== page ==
A gracious and spellbinding thing - Q (4/5)
Emotionally gripping - Mojo (4/5)
Technically dazzling and deeply moving - Uncut (4/5)
Hubbert's a hell of a guitarist - Daily Express (4/5)
His unique guitar playing shines brightest - Is This Music (5/5)
Hubby’s most expansive & diverse work - The List (4/5)
Mesmeric - The Guardian
A revitalising downpour - The Wire
Alluring, enigmatic - The Scotsman
Yearning, inventive - AU
Delicate and beautiful - Clash
Utterly captivating - The Line of Best Fit
We are lucky indeed to have this record - The Quietus
Peerless - The Skinny
RM Hubbert is a guitarist and (sometimes) singer from Scotland. He writes music about love, death, friendship, mental illness and occasionally a dog called D Bone. It's not as depressing as the previous sentence suggests.
One of Glasgow's more prolific artists, RM Hubbert has released music under a variety of guises since 1993. It was El Hombre Trajeado's triptych of albums released between 1997 and 2005 though, that really put Hubbert on the musical map, earning swathes of critical acclaim, three Peel Sessions and support slots with the likes of Sebadoh, Tortoise, Nick Cave, Deerhoof, Mùm, Mike Watt and The Delgados. Following El Hombre Trajeado's demise, guitarist Hubbert took a break from playing live and began studying a host of different musical forms before returning to the scene in 2008 and self releasing his debut solo album First & Last, in March 2010.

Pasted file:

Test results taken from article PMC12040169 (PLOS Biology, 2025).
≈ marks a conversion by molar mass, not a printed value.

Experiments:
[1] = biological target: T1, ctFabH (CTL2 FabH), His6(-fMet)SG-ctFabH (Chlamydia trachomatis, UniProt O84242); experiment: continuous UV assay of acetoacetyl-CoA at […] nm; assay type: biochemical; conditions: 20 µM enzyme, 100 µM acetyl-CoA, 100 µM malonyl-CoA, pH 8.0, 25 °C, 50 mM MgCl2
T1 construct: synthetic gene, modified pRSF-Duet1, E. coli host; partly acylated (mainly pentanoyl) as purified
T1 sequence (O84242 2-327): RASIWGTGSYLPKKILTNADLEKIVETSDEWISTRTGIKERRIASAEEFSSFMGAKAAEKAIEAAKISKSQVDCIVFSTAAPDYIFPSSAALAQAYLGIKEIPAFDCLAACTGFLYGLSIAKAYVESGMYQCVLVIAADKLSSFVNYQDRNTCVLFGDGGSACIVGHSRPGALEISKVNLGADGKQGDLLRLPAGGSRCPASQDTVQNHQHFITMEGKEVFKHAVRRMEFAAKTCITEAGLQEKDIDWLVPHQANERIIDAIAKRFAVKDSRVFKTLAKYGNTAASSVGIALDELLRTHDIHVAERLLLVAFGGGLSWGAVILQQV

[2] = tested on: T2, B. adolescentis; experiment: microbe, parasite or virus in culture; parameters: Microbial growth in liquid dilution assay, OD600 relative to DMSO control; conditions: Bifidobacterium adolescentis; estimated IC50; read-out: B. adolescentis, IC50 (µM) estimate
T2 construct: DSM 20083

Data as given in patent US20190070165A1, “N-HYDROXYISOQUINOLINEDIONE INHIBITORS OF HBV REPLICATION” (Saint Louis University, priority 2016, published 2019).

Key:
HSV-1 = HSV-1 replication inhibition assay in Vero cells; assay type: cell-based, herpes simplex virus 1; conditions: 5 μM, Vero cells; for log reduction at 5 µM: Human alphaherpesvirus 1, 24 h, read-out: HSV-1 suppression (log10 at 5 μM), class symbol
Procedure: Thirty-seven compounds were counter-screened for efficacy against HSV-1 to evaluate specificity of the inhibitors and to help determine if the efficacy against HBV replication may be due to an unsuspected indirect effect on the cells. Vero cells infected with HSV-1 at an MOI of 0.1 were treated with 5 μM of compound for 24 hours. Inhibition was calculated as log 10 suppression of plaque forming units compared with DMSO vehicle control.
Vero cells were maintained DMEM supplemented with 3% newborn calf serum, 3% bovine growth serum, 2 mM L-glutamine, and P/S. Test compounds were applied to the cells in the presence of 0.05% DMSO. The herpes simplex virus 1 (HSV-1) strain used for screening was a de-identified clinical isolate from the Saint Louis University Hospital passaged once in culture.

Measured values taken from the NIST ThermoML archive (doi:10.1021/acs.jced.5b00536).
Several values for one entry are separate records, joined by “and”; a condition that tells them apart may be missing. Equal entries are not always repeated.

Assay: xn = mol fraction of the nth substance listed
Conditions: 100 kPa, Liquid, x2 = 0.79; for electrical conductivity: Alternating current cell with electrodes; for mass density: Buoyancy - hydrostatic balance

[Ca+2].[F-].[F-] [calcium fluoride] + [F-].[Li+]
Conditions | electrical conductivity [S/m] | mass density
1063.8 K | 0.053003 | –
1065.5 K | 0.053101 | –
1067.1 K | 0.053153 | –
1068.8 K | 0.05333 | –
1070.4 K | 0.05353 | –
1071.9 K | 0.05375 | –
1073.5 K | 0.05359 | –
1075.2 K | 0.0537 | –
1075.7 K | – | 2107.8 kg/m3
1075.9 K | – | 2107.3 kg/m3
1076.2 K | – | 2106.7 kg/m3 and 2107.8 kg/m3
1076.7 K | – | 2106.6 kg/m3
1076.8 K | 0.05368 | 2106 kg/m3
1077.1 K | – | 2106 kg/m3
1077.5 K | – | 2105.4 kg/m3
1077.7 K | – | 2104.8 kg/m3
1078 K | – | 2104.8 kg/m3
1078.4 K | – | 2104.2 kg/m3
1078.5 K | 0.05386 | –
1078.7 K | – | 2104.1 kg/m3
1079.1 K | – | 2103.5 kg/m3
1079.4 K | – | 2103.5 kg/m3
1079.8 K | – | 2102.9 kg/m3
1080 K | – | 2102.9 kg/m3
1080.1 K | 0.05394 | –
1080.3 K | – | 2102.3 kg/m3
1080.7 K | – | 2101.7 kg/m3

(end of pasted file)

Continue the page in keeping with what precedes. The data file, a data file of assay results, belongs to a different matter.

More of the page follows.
This album was later re-released on Scotland's legendary Chemikal Underground Records in February 2011. The album's nine instrumentals skilfully blended elements of flamenco and samba with contemporary melodies to create a truly unique, understated record.
First & Last, by Hubbert's own admission, was informed by three dark events in his life; the death of his father; his diagnosis with chronic depression and finally, the death of his mother. That these traumatic events resulted in album of such beauty is testament not only to Hubbert's technical prowess as a guitarist but, perhaps more importantly, his considered and subtle strengths as a composer.